Choosing the right size for a puppet is an important decision. You may spend weeks building your puppet – only to discover you can’t get that close-up you require. So having an understanding beforehand is really important.
The first thing you need to understand is the difference between an Illustrator (vector) puppet as opposed to a Photoshop (raster) puppet. We have an article on that [here].
If you are building your puppet in Adobe Illustrator, you are best to build the puppet at a similar scale to how you will use the puppet. That way you can get the right level of detail into the design. For most that will be 1920 X 1080.
A great thing about Adobe Illustrator is it is vector based – which makes puppets created in Illustrator resolution independent. Just be sure your puppet isn’t using any raster elements (like textures). If your illustrator puppet is using raster elements, you’re really creating a raster based puppet.
If you intend to create a Photoshop puppet, you need to plan things before you start. What resolution do you intend to render the final video at? If you intend to render your final video at 1080P, that means your resolution is 1920 x 1080 pixels.
You may decide to set your resolution at 1920 x 1080 pixels then. But hold on! What if you need to zoom into the eye of your character? That will look really pixelated. So that means you need the puppet to have a much larger resolution than 1920 x 1080.
So you need to think about the overall resolution of your project, as well as any close-up requirements your puppet may have.
You might decide to make a HUGE puppet that will never have any such scaling issue. But if you make a gigantic puppet, it may be a strain on your processor and ram. Especially if it has various views, outfits or accessories.
Nobody wants to work with a puppet that takes forever to load and operate. So you may want to create your original Photoshop puppet at a larger resolution, and then save a smaller version and use that as your main puppet. That way you always have the larger version handy if you require that extreme close up later?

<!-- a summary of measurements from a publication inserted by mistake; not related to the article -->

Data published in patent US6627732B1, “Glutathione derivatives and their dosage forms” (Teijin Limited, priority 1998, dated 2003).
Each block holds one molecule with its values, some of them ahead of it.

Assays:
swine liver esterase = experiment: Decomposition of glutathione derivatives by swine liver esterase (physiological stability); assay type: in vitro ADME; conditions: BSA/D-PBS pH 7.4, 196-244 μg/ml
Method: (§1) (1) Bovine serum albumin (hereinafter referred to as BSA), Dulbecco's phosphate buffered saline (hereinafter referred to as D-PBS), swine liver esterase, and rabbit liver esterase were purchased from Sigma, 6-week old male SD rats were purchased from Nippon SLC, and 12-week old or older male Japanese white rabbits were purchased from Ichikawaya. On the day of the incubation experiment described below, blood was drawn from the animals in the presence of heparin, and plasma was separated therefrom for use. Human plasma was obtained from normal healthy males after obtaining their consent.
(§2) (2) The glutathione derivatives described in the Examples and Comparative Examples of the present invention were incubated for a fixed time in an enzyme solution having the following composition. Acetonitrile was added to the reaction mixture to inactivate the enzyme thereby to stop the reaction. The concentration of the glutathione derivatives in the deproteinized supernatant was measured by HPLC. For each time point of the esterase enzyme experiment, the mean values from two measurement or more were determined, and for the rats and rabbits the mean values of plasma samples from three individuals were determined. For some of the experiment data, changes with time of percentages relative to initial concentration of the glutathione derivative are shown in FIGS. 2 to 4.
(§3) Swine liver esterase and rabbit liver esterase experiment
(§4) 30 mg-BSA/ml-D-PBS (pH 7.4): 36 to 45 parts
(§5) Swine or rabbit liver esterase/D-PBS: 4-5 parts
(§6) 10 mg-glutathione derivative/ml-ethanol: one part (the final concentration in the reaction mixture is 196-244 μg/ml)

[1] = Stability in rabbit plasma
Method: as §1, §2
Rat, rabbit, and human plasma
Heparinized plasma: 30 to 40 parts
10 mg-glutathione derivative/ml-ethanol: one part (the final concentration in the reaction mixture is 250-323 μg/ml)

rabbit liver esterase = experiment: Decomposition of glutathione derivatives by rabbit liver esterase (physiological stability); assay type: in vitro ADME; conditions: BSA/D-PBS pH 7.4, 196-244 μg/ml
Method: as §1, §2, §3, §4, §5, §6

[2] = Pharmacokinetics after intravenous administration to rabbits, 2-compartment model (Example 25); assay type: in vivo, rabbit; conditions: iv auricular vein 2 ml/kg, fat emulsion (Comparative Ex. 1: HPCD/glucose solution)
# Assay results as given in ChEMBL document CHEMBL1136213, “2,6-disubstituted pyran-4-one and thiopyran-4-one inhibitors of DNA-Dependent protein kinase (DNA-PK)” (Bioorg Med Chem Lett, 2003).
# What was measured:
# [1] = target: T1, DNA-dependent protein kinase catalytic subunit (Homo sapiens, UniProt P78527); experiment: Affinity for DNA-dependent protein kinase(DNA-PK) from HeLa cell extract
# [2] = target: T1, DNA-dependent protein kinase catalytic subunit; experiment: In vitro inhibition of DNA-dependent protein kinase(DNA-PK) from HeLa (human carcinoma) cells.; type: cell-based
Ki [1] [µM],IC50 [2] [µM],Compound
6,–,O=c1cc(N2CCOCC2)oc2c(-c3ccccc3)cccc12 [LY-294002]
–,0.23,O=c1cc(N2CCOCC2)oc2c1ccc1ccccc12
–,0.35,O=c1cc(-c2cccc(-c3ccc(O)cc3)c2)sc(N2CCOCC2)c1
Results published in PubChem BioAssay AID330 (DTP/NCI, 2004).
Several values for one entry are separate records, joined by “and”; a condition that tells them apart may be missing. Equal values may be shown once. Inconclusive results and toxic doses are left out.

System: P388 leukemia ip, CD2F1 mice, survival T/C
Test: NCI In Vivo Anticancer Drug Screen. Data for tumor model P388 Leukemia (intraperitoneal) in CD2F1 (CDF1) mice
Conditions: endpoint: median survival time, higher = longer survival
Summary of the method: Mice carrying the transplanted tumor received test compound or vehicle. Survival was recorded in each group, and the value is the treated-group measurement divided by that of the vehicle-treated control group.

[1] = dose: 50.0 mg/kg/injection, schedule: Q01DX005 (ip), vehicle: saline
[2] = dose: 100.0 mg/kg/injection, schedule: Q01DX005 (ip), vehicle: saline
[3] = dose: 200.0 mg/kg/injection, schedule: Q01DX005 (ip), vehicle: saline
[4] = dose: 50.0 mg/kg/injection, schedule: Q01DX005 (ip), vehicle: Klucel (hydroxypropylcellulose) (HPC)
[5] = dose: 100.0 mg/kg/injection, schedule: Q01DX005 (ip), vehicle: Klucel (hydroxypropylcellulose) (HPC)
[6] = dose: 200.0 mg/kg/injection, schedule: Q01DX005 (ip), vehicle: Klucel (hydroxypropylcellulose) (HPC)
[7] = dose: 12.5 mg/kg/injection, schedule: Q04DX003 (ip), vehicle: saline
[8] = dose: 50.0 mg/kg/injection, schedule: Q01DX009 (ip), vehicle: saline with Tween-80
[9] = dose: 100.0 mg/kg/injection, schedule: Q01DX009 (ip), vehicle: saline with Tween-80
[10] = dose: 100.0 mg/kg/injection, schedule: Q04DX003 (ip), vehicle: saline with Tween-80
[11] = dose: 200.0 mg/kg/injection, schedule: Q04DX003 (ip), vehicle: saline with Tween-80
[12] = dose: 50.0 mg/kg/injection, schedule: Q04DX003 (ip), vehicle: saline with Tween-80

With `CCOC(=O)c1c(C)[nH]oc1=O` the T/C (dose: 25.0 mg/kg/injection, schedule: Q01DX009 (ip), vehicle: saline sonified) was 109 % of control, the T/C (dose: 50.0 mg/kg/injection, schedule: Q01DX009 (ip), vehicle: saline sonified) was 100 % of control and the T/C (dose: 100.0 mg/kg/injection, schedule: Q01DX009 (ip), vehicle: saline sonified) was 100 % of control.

In our ‘Clay Mates’ puppets we set the resolution to around 1100 pixels wide and 1450 pixels high. When we rigged these puppets they are set at about 60%. That gives them room for zooming in and not looking pixelated. These puppets will hold up for a head and shoulders shot. However, if you needed an extreme close up, they might look a little ‘soft’. This size choice means they will work efficiently on older computer systems, while having enough resolution to hold up for most uses. In a professional production you would have the same puppet built at various sizes.
As an exercise – lets scale one of the Clay Mates puppets to 1000% (something you would never need to do, but we want to see how the pixels appear).
Because this puppet is raster/pixel based, we can’t do anything to improve this.
Now lets import a vector based puppet and zoom in to the same level;
Notice how it also looks pixilated? If you select the puppet in the project window (the puppet – not the scene) you should notice on the right of screen under ‘Puppet’ are some settings you get with a vector puppet. ‘Render as Vector’ and ‘Resolution’.
Render as vector does what it says. It will render the puppet so it is always crisp and sharp. Unfortunately there is a bug in how it interprets artwork that uses transparency. So many vector puppets won’t be able to use this setting. Hopefully there is a fix for this soon. Feel free to try it, but it may not work with your puppet.
The next setting is a dropdown menu. It says ‘Resolution’ and offers Draft (50%), Low (100%), Default (200%) and High (400%). Most vector puppets will look fine at Default. If you are scaling your puppet up, and you’re noticing the pixels, you can use the High setting to double the quality of your puppet.
In this article we discussed choosing the best size for a vector and a raster puppet. Scaling both in Adobe Character Animator and how to enhance a Vector puppet that might be looking pixelated.